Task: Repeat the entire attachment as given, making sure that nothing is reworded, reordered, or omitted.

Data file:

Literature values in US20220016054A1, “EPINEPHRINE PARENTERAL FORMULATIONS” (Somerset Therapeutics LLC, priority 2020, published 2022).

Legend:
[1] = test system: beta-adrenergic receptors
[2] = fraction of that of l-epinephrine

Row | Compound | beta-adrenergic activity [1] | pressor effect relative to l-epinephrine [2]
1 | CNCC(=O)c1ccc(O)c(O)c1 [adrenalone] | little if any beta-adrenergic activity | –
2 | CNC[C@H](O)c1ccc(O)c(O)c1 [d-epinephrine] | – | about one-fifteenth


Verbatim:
Literature values in US20220016054A1, “EPINEPHRINE PARENTERAL FORMULATIONS” (Somerset Therapeutics LLC, priority 2020, published 2022).

Legend:
[1] = test system: beta-adrenergic receptors
[2] = fraction of that of l-epinephrine

Row | Compound | beta-adrenergic activity [1] | pressor effect relative to l-epinephrine [2]
1 | CNCC(=O)c1ccc(O)c(O)c1 [adrenalone] | little if any beta-adrenergic activity | –
2 | CNC[C@H](O)c1ccc(O)c(O)c1 [d-epinephrine] | – | about one-fifteenth